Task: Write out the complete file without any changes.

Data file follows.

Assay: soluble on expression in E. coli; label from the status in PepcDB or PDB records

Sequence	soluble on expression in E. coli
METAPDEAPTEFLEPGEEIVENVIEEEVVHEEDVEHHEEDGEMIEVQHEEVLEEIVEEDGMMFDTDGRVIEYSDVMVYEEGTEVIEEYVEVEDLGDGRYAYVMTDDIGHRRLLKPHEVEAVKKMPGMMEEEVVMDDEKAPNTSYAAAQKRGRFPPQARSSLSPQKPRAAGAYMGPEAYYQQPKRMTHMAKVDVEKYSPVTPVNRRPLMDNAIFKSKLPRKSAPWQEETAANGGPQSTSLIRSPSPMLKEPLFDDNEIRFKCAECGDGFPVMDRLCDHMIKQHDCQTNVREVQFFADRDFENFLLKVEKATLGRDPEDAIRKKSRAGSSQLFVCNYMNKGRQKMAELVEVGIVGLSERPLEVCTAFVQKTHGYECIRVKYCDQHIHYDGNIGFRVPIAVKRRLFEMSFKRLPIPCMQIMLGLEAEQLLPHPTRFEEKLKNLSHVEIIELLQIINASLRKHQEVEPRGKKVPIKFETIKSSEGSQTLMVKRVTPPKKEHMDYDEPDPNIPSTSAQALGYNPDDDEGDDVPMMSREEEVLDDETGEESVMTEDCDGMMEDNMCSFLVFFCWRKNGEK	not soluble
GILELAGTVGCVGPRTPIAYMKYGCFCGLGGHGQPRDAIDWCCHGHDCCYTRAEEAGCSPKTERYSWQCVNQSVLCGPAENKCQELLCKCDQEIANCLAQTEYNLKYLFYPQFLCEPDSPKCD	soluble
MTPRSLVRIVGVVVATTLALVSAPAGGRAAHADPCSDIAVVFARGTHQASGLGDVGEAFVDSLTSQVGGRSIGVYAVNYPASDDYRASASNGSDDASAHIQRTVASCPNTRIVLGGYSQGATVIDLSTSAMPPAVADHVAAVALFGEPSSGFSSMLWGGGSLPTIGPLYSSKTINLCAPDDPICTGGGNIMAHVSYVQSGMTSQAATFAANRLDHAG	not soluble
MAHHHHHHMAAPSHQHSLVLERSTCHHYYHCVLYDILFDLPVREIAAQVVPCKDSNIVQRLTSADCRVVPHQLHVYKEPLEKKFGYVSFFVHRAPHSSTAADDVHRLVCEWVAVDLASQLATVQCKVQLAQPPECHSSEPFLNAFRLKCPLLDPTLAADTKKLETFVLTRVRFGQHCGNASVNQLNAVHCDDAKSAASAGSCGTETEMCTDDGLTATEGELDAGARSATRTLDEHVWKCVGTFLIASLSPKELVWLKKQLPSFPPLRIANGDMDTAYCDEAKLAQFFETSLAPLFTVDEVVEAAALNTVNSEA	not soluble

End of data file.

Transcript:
Assay: soluble on expression in E. coli; label from the status in PepcDB or PDB records

Sequence	soluble on expression in E. coli
METAPDEAPTEFLEPGEEIVENVIEEEVVHEEDVEHHEEDGEMIEVQHEEVLEEIVEEDGMMFDTDGRVIEYSDVMVYEEGTEVIEEYVEVEDLGDGRYAYVMTDDIGHRRLLKPHEVEAVKKMPGMMEEEVVMDDEKAPNTSYAAAQKRGRFPPQARSSLSPQKPRAAGAYMGPEAYYQQPKRMTHMAKVDVEKYSPVTPVNRRPLMDNAIFKSKLPRKSAPWQEETAANGGPQSTSLIRSPSPMLKEPLFDDNEIRFKCAECGDGFPVMDRLCDHMIKQHDCQTNVREVQFFADRDFENFLLKVEKATLGRDPEDAIRKKSRAGSSQLFVCNYMNKGRQKMAELVEVGIVGLSERPLEVCTAFVQKTHGYECIRVKYCDQHIHYDGNIGFRVPIAVKRRLFEMSFKRLPIPCMQIMLGLEAEQLLPHPTRFEEKLKNLSHVEIIELLQIINASLRKHQEVEPRGKKVPIKFETIKSSEGSQTLMVKRVTPPKKEHMDYDEPDPNIPSTSAQALGYNPDDDEGDDVPMMSREEEVLDDETGEESVMTEDCDGMMEDNMCSFLVFFCWRKNGEK	not soluble
GILELAGTVGCVGPRTPIAYMKYGCFCGLGGHGQPRDAIDWCCHGHDCCYTRAEEAGCSPKTERYSWQCVNQSVLCGPAENKCQELLCKCDQEIANCLAQTEYNLKYLFYPQFLCEPDSPKCD	soluble
MTPRSLVRIVGVVVATTLALVSAPAGGRAAHADPCSDIAVVFARGTHQASGLGDVGEAFVDSLTSQVGGRSIGVYAVNYPASDDYRASASNGSDDASAHIQRTVASCPNTRIVLGGYSQGATVIDLSTSAMPPAVADHVAAVALFGEPSSGFSSMLWGGGSLPTIGPLYSSKTINLCAPDDPICTGGGNIMAHVSYVQSGMTSQAATFAANRLDHAG	not soluble
MAHHHHHHMAAPSHQHSLVLERSTCHHYYHCVLYDILFDLPVREIAAQVVPCKDSNIVQRLTSADCRVVPHQLHVYKEPLEKKFGYVSFFVHRAPHSSTAADDVHRLVCEWVAVDLASQLATVQCKVQLAQPPECHSSEPFLNAFRLKCPLLDPTLAADTKKLETFVLTRVRFGQHCGNASVNQLNAVHCDDAKSAASAGSCGTETEMCTDDGLTATEGELDAGARSATRTLDEHVWKCVGTFLIASLSPKELVWLKKQLPSFPPLRIANGDMDTAYCDEAKLAQFFETSLAPLFTVDEVVEAAALNTVNSEA	not soluble